It never happened. The four powers who signed that provisional treaty -- the Soviet Union, United States, Great Britain and France -- quickly devolved into a room of exes who could no longer handle a simple family function together. In 1948, the Soviet representative on the council walked out altogether -- and never came back.
"Please to be fucking this noise."
Which meant that both Germanys, East and West, were under military occupation until the Berlin Wall fell and, in 1990, the Treaty on the Final Settlement With Respect to Germany was finally signed. In it, the four powers who provisionally took over back in 1945 FINALLY relinquished all authority they once had over the place. Which meant that East and West Germany could start the process of getting back together.
The whole thing was a big enough deal that it warranted some street-kissing of its own.
Spouses of Civil War Veterans
This one's a no-brainer. The Civil War ended in 1865 -- almost 150 years ago. The very last Civil War veterans died back in the 1950s. What, are we going to hear about some Civil War era survivor revived from suspended animation, Captain America style? The freaking thing ended two lifetimes ago.
But Actually ...
While the last Civil War soldiers died in the '50s, their widows have lived into the new millennium. How is that possible? Prepare to get really grossed out.
This sweet old lady was Maudie Hopkins. She died in 2008.
But back in 1934, she was just a 19-year-old girl when 86-year-old Confederate veteran William Cantrell asked her to marry him. As a bonus, he promised her the deed to his house if she bit the bullet. She did, and they lived in icky wedded bliss for three whole years before he croaked.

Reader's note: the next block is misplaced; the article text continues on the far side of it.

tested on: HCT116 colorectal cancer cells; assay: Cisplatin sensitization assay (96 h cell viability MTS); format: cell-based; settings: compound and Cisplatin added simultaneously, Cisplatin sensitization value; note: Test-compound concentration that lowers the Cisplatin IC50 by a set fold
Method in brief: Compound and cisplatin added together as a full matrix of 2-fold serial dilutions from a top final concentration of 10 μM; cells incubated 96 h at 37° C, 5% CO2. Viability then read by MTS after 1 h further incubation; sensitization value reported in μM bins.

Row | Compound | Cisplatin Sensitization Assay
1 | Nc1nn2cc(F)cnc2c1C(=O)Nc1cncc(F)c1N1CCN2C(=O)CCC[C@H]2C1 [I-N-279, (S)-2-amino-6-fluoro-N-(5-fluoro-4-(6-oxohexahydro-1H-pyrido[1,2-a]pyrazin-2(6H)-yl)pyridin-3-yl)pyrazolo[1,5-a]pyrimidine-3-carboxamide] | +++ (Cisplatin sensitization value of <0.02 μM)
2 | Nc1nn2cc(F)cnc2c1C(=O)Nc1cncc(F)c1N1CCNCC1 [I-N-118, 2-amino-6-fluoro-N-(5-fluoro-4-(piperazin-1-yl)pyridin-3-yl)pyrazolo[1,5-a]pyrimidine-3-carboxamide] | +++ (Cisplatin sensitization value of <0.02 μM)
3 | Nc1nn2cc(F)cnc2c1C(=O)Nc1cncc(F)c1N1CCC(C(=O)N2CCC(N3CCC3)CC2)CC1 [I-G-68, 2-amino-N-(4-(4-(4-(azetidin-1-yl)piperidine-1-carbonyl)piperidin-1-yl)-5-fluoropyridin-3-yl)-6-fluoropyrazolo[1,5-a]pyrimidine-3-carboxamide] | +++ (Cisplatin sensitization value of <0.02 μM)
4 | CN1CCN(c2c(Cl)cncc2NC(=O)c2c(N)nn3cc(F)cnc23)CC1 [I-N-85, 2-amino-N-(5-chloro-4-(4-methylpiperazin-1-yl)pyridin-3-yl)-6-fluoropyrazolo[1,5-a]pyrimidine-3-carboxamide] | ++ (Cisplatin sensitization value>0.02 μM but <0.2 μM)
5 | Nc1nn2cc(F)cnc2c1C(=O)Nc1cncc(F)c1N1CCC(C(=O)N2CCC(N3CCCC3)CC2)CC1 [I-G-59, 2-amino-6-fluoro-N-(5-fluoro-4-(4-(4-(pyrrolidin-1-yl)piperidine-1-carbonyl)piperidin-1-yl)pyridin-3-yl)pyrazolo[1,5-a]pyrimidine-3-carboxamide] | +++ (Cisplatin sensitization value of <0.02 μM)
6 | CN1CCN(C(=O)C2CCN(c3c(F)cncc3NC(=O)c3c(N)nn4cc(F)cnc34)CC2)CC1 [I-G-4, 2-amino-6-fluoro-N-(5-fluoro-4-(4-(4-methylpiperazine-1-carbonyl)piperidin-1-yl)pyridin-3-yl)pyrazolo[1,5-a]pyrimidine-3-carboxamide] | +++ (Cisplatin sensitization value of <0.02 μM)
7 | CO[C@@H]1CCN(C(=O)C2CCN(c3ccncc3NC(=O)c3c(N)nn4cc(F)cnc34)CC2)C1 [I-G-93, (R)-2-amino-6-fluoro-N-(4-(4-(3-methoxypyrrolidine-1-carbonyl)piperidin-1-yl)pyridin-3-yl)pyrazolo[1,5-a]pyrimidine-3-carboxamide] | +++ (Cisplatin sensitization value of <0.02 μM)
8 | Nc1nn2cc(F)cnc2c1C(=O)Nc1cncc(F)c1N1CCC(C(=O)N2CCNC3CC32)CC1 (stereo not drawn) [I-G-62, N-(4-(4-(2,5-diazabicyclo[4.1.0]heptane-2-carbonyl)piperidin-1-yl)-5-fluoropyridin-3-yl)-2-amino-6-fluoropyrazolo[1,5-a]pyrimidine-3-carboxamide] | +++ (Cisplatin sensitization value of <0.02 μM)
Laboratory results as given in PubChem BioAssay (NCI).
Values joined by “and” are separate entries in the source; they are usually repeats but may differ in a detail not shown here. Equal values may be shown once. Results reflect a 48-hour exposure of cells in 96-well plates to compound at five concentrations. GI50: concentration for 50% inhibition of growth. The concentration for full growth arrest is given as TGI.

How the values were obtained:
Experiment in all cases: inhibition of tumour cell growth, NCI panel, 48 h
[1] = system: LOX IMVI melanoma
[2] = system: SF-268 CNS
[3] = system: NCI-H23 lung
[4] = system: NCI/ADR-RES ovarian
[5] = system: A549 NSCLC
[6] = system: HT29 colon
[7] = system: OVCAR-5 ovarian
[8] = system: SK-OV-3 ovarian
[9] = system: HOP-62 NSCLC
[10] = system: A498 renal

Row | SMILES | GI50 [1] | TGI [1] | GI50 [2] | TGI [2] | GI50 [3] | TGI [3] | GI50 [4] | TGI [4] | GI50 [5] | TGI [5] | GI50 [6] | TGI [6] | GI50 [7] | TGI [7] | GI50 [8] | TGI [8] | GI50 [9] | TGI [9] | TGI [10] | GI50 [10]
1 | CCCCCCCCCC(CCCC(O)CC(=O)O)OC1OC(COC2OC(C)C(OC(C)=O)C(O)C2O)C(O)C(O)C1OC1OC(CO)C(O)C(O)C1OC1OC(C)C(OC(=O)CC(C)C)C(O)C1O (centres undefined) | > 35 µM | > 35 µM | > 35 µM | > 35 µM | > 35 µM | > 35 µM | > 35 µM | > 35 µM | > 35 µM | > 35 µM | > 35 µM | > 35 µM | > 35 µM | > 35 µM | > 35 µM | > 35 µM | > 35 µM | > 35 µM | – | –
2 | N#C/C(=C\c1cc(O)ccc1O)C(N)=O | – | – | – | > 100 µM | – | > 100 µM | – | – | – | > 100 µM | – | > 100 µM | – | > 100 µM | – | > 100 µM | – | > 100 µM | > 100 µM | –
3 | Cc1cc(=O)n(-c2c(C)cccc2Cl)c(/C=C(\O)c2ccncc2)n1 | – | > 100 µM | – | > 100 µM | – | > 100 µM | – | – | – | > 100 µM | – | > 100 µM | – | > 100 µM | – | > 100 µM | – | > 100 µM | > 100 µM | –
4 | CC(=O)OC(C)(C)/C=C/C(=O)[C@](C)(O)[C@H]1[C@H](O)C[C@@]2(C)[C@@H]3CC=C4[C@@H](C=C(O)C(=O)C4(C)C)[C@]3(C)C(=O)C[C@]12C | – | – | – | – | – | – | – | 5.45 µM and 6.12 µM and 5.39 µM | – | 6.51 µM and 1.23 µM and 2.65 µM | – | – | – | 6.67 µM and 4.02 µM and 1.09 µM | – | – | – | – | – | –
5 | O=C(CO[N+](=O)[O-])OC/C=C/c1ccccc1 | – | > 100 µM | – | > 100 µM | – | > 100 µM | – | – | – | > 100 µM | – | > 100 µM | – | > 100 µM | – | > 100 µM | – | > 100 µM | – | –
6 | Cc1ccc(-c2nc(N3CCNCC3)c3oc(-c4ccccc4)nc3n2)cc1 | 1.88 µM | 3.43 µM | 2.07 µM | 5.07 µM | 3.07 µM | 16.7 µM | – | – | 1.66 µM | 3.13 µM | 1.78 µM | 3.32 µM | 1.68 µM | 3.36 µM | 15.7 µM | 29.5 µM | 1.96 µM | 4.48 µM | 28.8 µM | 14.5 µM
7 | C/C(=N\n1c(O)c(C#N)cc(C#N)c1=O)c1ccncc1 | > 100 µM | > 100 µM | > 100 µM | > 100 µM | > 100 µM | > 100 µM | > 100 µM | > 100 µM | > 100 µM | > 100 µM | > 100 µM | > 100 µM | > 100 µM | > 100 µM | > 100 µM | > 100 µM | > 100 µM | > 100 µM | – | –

To distract you from the accumulating mental images, here's a picture of terrible Civil War carnage.
And then there's Alberta Martin, who has a kind of similar story, but with a nasty twist. At age 21, Alberta married 81-year-old Confederate vet William Jasper Martin, mostly so she could get her hands on his pension to help raise her son from a previous marriage. Ten months later, she had a baby -- the last baby (presumably) sprung from the loins of a veteran of the Civil War. We say "presumably" because within two months of her husband's death, she remarried. His grandson. Mrs. Double Martin passed away in 2004.
Finally, there's Gertrude Janeway, the last widow of a Union soldier. Like the other ladies on this list, Gertrude married her very old beau as a teenager, but she got a whole 10 years with her lover before he passed away. Unlike the other ladies on this list, Gertrude collected his pension check from the United States government until the day she died in 2003. That $70 a month may have been modest, but it spanned three centuries.
We're going to guess that the century:erection ratio wasn't much better than 1:1.
If there's anything you should take from these ladies' stories, it's that you should never underestimate the power of a horny old man.